(Movie Review by Kevin Nickelson) Have you ever been to a coffee shop or diner and noticed one of the desserts under glass that’s never been touched? The donuts that look like they’ve been there a few days? Or, maybe it’s a blueberry pie that stands alone, ignored by the very suitors it targets, the hungry human patron. It seems like a metaphor should be inserted here. Ok, the pie is a metaphor representing every boy or girl forced to walk as a victim away from a busted relationship. They feel abandoned and emotionally drained. They question their ability to love again and whether they feel they can be loved again. At least that is the theme heavily explored (a blueberry pie even shows as a symbol in some scenes) by Chinese director Kar Wai Wong in “My Blueberry Nights”, a 2007 release from Studio Canal, Block 2 Pictures, and Jet Tone Production.
The story revolves around Elizabeth (a surprisingly charismatic Norah Jones), who discovers that her boyfriend has been cheating on her and has been taking his new lady to a New York diner run by Jeremy (played with understated charm by Jude Law). In a fit of anger, Elizabeth leaves her keys she shared with her boyfriend with Jeremy. She returns to the diner several times over the next few weeks and appears to be striking a friendship with Jeremy when she decides to leave New York and find who she is.
Elizabeth’s journey takes her to Memphis, Tennessee where, while working two jobs to pay for a car, she meets two people who, like herself, are emotionally broken from failed relationships. Arnie (the ever-reliable David Strathairn) is a cop who refuses to believe his wife Sue (Rachel Weisz) left him a long time ago and uses alcohol to drown his pain.
Leslie (the underrated Natalie Portman) is a gambler whose addiction masks serious relationship problems with men and, in particular, her father. After a series of events, Elizabeth ends up traveling with Leslie to Las Vegas at the request of Leslie’s father, who lies dying in a Vegas hospital.
Meanwhile, Jeremy realizes that he has fallen in love with Elizabeth and begins a desperate search to find her through phone calls and postcard mailings. Will the two find each other again and give love a second chance? Can Elizabeth find the definition of who she is in time to see that another man very close to her loves her?
Director Kar Wai Wong should be applauded for both his keen sense of visuals and his stubborn determination to make as much of the tried-and-true romantic drama formula as original and fresh as possible. His resume does include the wonderfully done asian romantic drama “In the Mood For Love” (2000) after all. However, he can also be derided for an over-reliance on some elements that are now clichés even in indie films: odd lighting and camera angles, speeding up and slowing down of film, and quick cut edits mixed with symbolism shots (attempting to show meaning by focusing the camera on an inanimate object, plant, animal). This overuse by Wong is minimal, but it overshadows the story at points to the film’s detriment. The mark of a great independent director is one who achieves the balance of style and story. A nearly impossible task to accomplish, which is why there are few great indie directors out there.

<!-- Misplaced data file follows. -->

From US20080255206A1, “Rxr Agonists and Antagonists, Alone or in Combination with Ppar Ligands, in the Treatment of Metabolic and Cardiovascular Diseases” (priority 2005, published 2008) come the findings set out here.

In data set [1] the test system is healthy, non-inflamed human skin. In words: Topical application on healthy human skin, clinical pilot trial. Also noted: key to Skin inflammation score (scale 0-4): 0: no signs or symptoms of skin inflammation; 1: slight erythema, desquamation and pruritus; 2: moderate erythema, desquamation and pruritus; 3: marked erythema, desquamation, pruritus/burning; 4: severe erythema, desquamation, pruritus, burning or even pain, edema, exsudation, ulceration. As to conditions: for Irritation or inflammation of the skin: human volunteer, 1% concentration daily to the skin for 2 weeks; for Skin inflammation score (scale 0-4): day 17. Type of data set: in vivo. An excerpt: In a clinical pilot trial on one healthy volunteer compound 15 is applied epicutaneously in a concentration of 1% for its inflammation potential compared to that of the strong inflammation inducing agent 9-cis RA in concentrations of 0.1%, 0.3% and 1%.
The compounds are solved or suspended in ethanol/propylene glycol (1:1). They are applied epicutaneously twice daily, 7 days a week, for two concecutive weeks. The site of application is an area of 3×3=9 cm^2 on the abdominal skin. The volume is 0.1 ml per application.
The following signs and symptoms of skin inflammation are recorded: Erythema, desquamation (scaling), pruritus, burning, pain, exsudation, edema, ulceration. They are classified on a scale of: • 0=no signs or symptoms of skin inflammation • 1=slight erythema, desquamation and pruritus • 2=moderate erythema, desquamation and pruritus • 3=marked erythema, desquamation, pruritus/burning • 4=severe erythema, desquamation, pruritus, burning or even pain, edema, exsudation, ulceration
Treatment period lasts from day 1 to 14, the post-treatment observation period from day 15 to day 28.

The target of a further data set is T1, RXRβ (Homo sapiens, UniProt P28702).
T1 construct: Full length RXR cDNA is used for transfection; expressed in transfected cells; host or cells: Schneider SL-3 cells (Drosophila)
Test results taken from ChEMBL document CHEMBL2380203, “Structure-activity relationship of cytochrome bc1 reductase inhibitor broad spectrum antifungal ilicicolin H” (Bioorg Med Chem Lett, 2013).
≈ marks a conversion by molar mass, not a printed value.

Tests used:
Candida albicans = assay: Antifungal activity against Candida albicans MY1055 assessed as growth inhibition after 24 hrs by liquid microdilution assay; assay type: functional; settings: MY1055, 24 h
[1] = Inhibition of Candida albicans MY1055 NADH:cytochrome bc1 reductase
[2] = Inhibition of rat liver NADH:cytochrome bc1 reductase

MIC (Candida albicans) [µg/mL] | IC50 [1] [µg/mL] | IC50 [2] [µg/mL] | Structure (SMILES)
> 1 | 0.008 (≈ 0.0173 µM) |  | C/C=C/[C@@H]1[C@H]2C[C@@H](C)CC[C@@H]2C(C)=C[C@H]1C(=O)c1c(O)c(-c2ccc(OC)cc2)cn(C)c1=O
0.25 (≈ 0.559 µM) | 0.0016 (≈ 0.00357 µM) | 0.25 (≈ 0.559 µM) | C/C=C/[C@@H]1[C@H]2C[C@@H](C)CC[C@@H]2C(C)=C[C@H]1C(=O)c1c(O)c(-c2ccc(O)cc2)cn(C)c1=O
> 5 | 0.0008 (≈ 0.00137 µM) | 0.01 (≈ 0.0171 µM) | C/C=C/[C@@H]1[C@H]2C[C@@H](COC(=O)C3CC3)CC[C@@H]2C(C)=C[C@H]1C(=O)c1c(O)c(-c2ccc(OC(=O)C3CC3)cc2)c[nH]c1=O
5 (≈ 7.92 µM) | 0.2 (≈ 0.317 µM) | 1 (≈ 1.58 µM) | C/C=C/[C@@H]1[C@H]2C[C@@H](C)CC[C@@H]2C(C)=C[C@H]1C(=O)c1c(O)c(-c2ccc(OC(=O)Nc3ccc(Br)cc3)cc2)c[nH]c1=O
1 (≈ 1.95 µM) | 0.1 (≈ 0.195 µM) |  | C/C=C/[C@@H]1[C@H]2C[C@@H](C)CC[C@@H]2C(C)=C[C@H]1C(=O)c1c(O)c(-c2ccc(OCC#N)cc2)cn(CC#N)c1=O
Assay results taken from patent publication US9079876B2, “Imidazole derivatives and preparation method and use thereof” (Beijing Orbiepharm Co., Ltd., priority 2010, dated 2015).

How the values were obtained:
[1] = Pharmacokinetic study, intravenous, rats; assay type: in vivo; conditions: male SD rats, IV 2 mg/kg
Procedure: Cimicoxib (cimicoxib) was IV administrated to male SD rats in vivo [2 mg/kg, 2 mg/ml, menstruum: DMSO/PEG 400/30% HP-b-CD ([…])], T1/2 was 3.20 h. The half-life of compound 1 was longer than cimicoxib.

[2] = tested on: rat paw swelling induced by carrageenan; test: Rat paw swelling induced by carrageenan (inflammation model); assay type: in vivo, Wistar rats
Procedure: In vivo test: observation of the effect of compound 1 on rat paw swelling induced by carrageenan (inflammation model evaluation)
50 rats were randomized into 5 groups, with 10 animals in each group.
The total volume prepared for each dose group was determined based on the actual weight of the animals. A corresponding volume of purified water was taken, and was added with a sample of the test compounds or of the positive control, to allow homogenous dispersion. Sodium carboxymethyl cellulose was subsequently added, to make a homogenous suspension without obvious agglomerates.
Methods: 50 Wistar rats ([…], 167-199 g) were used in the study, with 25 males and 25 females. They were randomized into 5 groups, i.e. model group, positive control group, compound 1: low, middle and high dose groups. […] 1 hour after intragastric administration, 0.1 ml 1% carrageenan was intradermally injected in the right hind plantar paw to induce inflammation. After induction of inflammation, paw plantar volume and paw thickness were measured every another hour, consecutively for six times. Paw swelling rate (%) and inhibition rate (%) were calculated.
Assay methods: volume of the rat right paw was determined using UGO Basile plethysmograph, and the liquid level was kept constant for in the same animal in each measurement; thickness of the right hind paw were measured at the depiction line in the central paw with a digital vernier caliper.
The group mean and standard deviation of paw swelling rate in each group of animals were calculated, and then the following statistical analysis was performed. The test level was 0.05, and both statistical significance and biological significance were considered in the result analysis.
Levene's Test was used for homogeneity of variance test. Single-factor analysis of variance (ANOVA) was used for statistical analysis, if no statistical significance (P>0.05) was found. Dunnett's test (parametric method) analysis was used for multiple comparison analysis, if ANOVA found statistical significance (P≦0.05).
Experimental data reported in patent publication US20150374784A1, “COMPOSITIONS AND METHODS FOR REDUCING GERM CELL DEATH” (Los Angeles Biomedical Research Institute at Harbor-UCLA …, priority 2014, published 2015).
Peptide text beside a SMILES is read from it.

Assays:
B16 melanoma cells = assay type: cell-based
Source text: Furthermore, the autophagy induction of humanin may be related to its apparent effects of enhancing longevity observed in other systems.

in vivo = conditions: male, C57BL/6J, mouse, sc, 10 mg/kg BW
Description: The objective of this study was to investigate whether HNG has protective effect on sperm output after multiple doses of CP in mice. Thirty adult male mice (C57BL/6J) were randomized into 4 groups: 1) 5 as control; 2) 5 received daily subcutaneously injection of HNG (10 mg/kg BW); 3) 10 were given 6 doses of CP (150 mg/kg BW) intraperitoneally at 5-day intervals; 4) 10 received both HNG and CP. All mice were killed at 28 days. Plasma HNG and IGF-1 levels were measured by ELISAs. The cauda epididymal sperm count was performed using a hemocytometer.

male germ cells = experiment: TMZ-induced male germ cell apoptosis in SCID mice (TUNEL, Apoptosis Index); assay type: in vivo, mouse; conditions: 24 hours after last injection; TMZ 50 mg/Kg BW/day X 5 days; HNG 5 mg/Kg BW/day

Wong does manage to draw impressive work from a terrific ensemble cast. This is a cast of actors who are less stars and more artists. The actors here are devoted to their characters so completely that every nuance of personality is brought to the fore. Norah Jones brings many layers to Elizabeth, painting her with frustration, bitterness, defiance, inner strength of self-reliance and, ultimately, a sense of hope for her future. Impressive for a newcomer to acting. Law is equally fine as the love-lorn Jeremy, showing the same flawed nice-guy he has honed in movies like the recent “Alfie” remake as well as “Sky Captain and the World of Tomorrow”. He taps into vulnerability as well as any film actor working. David Strathairn is one of the finest character stars working and he steals every scene as the doomed Arnie. Strathairn plops Arnie in a stew mix of loneliness, self-pity, and bitterness and makes him a very believable human train wreck. Add in solid turns by Portman as a pathetic soul with a cool exterior as a front and Weisz as the frustrated and desperate Sue, and you get a performing treat.
“My Blueberry Nights” also features a beautiful original score by Ry Cooder (including several memorably bluesy numbers performed by star Norah Jones herself), striking camera work by cinematographer Darius Khondji, and a script filled with perceptive takes on the realities of love and the pitfalls of relationships. All of these combine to make for a viewing experience not unlike the film’s subject matter: strong, satisfying, yet not without a few potholes in the road.
The dvd contains a wonderful “Making of….” Featurette, an in-depth Q&A with director Wong, a still gallery, and the full theatrical trailer. Pay particular notice to the Q&A, as you really get an insight as to what makes Wong tick as a director as well as his fondness for the relationship film formula.
“My Blueberry Nights”, like the blueberry pie sitting by itself on the diner counter, is an under-appreciated treat that deserves to be tried at least once. Heck, go ahead and devour the whole thing. You’ll enjoy all the richness without the guilt or the blueberry stains down the front of your shirt!
Kar Wai Wong (director) / Kar Wai Wong(screenplay)
CAST: Jude Law … Jeremy
Norah Jones … Elizabeth
Frankie Faison … Travis
Rachel Weisz … Sue Lynne Copeland
Benjamin Kanes … Randy
Cat Power … Katya
Natalie Portman … Leslie